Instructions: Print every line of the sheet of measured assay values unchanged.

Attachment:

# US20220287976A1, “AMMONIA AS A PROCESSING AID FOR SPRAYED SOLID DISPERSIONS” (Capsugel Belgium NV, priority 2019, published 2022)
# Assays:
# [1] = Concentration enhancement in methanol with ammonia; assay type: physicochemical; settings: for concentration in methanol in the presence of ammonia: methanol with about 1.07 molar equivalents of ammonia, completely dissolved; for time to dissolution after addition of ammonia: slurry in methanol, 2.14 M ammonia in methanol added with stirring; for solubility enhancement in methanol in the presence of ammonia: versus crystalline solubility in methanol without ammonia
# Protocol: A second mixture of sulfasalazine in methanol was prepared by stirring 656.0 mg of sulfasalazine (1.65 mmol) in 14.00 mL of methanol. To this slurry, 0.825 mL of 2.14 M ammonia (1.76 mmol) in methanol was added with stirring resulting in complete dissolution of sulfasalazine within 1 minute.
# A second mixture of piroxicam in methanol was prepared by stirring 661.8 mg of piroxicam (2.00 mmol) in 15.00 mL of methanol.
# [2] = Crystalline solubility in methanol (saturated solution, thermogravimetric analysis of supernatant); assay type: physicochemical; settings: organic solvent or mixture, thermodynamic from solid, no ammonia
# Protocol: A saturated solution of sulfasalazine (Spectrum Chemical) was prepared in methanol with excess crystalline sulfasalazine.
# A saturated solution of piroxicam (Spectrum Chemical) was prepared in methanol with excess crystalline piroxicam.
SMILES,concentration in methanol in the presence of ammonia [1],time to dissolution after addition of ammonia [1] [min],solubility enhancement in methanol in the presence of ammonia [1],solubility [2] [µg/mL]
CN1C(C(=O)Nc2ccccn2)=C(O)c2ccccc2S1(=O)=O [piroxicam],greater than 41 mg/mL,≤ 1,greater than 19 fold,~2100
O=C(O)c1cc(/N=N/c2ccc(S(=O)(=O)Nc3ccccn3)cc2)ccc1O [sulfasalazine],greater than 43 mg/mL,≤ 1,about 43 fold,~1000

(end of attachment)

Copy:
# US20220287976A1, “AMMONIA AS A PROCESSING AID FOR SPRAYED SOLID DISPERSIONS” (Capsugel Belgium NV, priority 2019, published 2022)
# Assays:
# [1] = Concentration enhancement in methanol with ammonia; assay type: physicochemical; settings: for concentration in methanol in the presence of ammonia: methanol with about 1.07 molar equivalents of ammonia, completely dissolved; for time to dissolution after addition of ammonia: slurry in methanol, 2.14 M ammonia in methanol added with stirring; for solubility enhancement in methanol in the presence of ammonia: versus crystalline solubility in methanol without ammonia
# Protocol: A second mixture of sulfasalazine in methanol was prepared by stirring 656.0 mg of sulfasalazine (1.65 mmol) in 14.00 mL of methanol. To this slurry, 0.825 mL of 2.14 M ammonia (1.76 mmol) in methanol was added with stirring resulting in complete dissolution of sulfasalazine within 1 minute.
# A second mixture of piroxicam in methanol was prepared by stirring 661.8 mg of piroxicam (2.00 mmol) in 15.00 mL of methanol.
# [2] = Crystalline solubility in methanol (saturated solution, thermogravimetric analysis of supernatant); assay type: physicochemical; settings: organic solvent or mixture, thermodynamic from solid, no ammonia
# Protocol: A saturated solution of sulfasalazine (Spectrum Chemical) was prepared in methanol with excess crystalline sulfasalazine.
# A saturated solution of piroxicam (Spectrum Chemical) was prepared in methanol with excess crystalline piroxicam.
SMILES,concentration in methanol in the presence of ammonia [1],time to dissolution after addition of ammonia [1] [min],solubility enhancement in methanol in the presence of ammonia [1],solubility [2] [µg/mL]
CN1C(C(=O)Nc2ccccn2)=C(O)c2ccccc2S1(=O)=O [piroxicam],greater than 41 mg/mL,≤ 1,greater than 19 fold,~2100
O=C(O)c1cc(/N=N/c2ccc(S(=O)(=O)Nc3ccccn3)cc2)ccc1O [sulfasalazine],greater than 43 mg/mL,≤ 1,about 43 fold,~1000